Dairy cow nutrition at dry off

Vet Georgette explains why focusing on nutrition is essential for a successful dry off.

The dry period is an important time of the season for heavily pregnant cows, as it is a time for ‘restoration’ and ‘preparation’.

Restoration: Milk glands in the udder need some time to recover in order to get ready for another year of milk production.

Preparation: The cow can focus on putting more energy into her fast growing foetus in order to have a smooth calving that marks the start of another lactation year.

There are a lot of changes that occur in a dairy cow around the time of drying off in order to transition her from a lactating cow into a dry cow:

  • Milk production needs to slow down to, ideally, 5-10 L/day in the 1-2 days leading up to dry off (not always achievable in high producing cows), before completely stopping in the 1-2 weeks after the final milking;

  • The rumen needs to adapt to a dry cow diet, which is often very different in both nutritional quality and quantity;

  • The cow’s requirements for elements like calcium, magnesium and phosphorus will change;

  • Cows will need to deal with a degree of stress - this comes as the result of the range of changes they are going through, and being transported to winter grazing, etc.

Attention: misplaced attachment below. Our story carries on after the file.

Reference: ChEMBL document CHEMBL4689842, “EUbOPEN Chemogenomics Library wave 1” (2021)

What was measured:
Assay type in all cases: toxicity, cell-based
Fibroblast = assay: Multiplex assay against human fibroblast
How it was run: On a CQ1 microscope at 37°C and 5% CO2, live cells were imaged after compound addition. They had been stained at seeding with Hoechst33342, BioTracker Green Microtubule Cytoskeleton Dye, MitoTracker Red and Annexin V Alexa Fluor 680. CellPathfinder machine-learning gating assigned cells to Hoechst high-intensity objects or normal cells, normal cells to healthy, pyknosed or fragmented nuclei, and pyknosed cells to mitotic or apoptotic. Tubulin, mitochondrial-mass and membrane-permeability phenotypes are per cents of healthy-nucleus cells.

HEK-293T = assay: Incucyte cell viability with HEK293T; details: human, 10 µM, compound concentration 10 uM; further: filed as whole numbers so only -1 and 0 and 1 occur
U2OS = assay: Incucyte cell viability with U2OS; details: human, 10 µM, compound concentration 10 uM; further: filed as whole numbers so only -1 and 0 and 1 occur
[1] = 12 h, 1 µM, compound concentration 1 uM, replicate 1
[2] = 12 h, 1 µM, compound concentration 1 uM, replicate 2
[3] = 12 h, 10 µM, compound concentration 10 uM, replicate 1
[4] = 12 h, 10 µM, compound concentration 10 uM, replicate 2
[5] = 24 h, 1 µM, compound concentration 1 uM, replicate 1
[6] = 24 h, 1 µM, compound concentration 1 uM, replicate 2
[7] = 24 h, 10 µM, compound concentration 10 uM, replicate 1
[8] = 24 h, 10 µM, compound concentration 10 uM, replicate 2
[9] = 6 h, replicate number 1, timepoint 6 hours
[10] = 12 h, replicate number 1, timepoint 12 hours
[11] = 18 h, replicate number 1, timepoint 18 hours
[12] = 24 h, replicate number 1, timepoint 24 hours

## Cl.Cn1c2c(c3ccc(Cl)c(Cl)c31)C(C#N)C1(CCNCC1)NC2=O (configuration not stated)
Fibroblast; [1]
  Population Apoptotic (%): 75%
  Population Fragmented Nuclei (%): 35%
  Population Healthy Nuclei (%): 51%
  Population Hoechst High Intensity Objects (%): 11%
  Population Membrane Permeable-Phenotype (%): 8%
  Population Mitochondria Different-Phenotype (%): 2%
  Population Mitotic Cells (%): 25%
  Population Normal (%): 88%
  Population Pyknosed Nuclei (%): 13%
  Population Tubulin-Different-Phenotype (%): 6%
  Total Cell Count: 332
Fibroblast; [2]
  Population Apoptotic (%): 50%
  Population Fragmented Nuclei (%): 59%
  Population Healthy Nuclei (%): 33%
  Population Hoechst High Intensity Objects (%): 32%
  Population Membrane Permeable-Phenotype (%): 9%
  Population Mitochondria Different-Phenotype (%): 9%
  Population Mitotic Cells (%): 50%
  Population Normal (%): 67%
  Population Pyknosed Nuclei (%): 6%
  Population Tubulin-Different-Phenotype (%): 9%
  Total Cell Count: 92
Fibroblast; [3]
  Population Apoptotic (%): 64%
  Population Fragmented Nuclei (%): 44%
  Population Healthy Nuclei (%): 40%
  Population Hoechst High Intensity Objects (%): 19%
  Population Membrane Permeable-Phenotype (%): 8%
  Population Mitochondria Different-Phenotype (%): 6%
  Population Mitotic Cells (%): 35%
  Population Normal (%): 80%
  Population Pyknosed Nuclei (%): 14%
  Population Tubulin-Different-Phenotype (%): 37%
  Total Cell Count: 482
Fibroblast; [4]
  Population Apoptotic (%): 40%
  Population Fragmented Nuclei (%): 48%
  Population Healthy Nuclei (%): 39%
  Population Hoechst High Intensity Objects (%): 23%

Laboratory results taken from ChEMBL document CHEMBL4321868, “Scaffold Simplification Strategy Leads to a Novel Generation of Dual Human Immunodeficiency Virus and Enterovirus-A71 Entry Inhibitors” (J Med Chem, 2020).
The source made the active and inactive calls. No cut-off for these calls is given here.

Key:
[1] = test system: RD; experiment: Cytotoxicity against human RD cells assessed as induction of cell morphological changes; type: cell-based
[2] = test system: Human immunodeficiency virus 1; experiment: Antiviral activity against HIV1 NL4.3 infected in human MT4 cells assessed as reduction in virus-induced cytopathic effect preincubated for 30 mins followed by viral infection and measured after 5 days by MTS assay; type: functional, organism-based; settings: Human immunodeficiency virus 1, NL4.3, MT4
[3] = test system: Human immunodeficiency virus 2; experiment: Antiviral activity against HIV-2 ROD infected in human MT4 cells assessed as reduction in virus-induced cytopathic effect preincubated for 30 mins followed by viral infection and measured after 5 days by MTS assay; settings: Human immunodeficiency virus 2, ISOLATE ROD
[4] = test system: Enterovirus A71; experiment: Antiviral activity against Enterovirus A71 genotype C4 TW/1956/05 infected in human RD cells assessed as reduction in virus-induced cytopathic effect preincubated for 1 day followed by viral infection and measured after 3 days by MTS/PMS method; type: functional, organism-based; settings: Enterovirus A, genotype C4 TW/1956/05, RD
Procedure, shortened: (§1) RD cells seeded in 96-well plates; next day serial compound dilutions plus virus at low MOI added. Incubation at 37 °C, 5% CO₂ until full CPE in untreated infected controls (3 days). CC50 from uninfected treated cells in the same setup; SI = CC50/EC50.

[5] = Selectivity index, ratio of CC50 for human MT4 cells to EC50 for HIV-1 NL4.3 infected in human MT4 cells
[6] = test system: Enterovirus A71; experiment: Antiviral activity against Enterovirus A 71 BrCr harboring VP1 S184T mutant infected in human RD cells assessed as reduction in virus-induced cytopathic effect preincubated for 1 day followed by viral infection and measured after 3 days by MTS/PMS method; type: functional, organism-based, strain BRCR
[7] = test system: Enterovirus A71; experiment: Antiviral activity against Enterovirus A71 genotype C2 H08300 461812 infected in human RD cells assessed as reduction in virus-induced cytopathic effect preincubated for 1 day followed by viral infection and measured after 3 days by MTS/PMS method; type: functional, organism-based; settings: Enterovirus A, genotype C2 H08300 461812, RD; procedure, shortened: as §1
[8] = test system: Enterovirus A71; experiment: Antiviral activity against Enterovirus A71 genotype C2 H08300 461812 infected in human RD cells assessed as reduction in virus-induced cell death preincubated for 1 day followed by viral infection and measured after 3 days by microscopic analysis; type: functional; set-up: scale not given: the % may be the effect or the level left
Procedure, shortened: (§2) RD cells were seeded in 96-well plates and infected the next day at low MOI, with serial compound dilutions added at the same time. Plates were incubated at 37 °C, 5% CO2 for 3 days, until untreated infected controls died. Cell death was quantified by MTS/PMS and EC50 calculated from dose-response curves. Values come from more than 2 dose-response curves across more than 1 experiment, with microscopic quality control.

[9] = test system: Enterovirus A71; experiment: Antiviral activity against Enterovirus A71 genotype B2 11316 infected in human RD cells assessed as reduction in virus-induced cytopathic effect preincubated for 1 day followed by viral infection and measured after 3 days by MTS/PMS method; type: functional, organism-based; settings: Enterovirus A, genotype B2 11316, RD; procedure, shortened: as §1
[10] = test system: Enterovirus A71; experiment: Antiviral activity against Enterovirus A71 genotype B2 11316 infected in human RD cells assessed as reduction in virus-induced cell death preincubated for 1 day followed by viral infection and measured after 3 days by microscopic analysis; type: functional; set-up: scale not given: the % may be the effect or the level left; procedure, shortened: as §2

Principles of nutrition at dry off

With an increasing number of farmers using an internal teat sealant-only in their low somatic cell count cows, and selective dry cow (combo) therapy in the remainder of the herd, it has become even more important to focus on overall drying off management, and nutrition in particular.

So, let’s look at a few base principles when it comes to nutrition and management around the time of drying off:

  • Looking after your herd’s body condition:

This should be an important focus point in autumn. Making decisions early, such as drying off light cows early, changing milking frequency etc, is crucial.

If you had individual body condition scores (BCS) done in late summer and mid autumn, you can ask your KeyVet to make a dry off list with individual BCS data linked to calving dates. This can help you to work out the ideal dry off date to reach the targeted BCS at calving.

Reducing milking frequencies (i.e. milking 16 hourly, or 10 milkings in 7 days) from late summer/early autumn can be a useful management strategy to preserve BCS well ahead of dry off time.

  • Twice a day milking?

If you are planning to continue on twice a day milking until the end of the season, then going once a day (OAD) only 2-3 days prior to drying off will be an important tool in dry off preparation.

The impact of making a sudden change, resulting in milk volume reduction, is largest in the first few days.

Once you stay on OAD for longer than 3-4 days, this becomes a new routine and you often see cows go slightly back up in production.

  • Low producers:

From now onwards, dry off any cows producing 5L or less (approx 0.4 kgMS) immediately. Continuing to milk too many of these low producers can cause your bulk milk somatic cell count to go up.